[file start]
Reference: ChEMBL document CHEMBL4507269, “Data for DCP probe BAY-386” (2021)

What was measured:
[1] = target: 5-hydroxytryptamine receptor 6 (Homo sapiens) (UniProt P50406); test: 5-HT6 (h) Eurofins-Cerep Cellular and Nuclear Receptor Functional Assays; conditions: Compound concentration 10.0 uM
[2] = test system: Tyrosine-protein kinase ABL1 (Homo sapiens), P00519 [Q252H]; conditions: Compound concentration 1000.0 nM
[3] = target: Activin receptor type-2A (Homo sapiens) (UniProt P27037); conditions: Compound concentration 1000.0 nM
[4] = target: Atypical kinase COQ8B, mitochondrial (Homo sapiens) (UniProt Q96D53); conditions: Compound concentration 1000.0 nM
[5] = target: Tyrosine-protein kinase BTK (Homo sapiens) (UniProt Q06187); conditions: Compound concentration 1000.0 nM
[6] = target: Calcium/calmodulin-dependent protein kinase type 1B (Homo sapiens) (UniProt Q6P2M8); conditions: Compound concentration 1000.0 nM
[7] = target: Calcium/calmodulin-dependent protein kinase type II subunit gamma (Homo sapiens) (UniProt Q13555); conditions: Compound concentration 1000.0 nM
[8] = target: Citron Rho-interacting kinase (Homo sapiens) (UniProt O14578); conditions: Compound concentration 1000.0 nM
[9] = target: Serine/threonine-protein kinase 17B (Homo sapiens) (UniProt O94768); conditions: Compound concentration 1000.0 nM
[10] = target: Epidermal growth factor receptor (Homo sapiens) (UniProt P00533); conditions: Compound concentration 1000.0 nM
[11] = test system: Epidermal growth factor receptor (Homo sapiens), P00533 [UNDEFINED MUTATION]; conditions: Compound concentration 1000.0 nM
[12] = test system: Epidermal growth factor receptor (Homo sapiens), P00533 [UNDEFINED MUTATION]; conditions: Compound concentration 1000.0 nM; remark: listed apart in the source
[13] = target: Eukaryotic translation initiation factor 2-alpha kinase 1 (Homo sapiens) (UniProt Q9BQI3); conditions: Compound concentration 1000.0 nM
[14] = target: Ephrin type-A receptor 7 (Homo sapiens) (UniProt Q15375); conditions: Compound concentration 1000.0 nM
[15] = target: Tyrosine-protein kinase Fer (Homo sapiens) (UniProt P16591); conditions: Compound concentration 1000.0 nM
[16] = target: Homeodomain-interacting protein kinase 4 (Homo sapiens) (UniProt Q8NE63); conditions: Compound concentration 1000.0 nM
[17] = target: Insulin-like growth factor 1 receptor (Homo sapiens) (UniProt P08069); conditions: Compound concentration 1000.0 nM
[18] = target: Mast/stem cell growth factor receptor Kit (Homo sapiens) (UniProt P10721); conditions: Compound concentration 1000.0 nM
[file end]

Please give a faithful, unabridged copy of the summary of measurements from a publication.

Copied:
Reference: ChEMBL document CHEMBL4507269, “Data for DCP probe BAY-386” (2021)

What was measured:
[1] = target: 5-hydroxytryptamine receptor 6 (Homo sapiens) (UniProt P50406); test: 5-HT6 (h) Eurofins-Cerep Cellular and Nuclear Receptor Functional Assays; conditions: Compound concentration 10.0 uM
[2] = test system: Tyrosine-protein kinase ABL1 (Homo sapiens), P00519 [Q252H]; conditions: Compound concentration 1000.0 nM
[3] = target: Activin receptor type-2A (Homo sapiens) (UniProt P27037); conditions: Compound concentration 1000.0 nM
[4] = target: Atypical kinase COQ8B, mitochondrial (Homo sapiens) (UniProt Q96D53); conditions: Compound concentration 1000.0 nM
[5] = target: Tyrosine-protein kinase BTK (Homo sapiens) (UniProt Q06187); conditions: Compound concentration 1000.0 nM
[6] = target: Calcium/calmodulin-dependent protein kinase type 1B (Homo sapiens) (UniProt Q6P2M8); conditions: Compound concentration 1000.0 nM
[7] = target: Calcium/calmodulin-dependent protein kinase type II subunit gamma (Homo sapiens) (UniProt Q13555); conditions: Compound concentration 1000.0 nM
[8] = target: Citron Rho-interacting kinase (Homo sapiens) (UniProt O14578); conditions: Compound concentration 1000.0 nM
[9] = target: Serine/threonine-protein kinase 17B (Homo sapiens) (UniProt O94768); conditions: Compound concentration 1000.0 nM
[10] = target: Epidermal growth factor receptor (Homo sapiens) (UniProt P00533); conditions: Compound concentration 1000.0 nM
[11] = test system: Epidermal growth factor receptor (Homo sapiens), P00533 [UNDEFINED MUTATION]; conditions: Compound concentration 1000.0 nM
[12] = test system: Epidermal growth factor receptor (Homo sapiens), P00533 [UNDEFINED MUTATION]; conditions: Compound concentration 1000.0 nM; remark: listed apart in the source
[13] = target: Eukaryotic translation initiation factor 2-alpha kinase 1 (Homo sapiens) (UniProt Q9BQI3); conditions: Compound concentration 1000.0 nM
[14] = target: Ephrin type-A receptor 7 (Homo sapiens) (UniProt Q15375); conditions: Compound concentration 1000.0 nM
[15] = target: Tyrosine-protein kinase Fer (Homo sapiens) (UniProt P16591); conditions: Compound concentration 1000.0 nM
[16] = target: Homeodomain-interacting protein kinase 4 (Homo sapiens) (UniProt Q8NE63); conditions: Compound concentration 1000.0 nM
[17] = target: Insulin-like growth factor 1 receptor (Homo sapiens) (UniProt P08069); conditions: Compound concentration 1000.0 nM
[18] = target: Mast/stem cell growth factor receptor Kit (Homo sapiens) (UniProt P10721); conditions: Compound concentration 1000.0 nM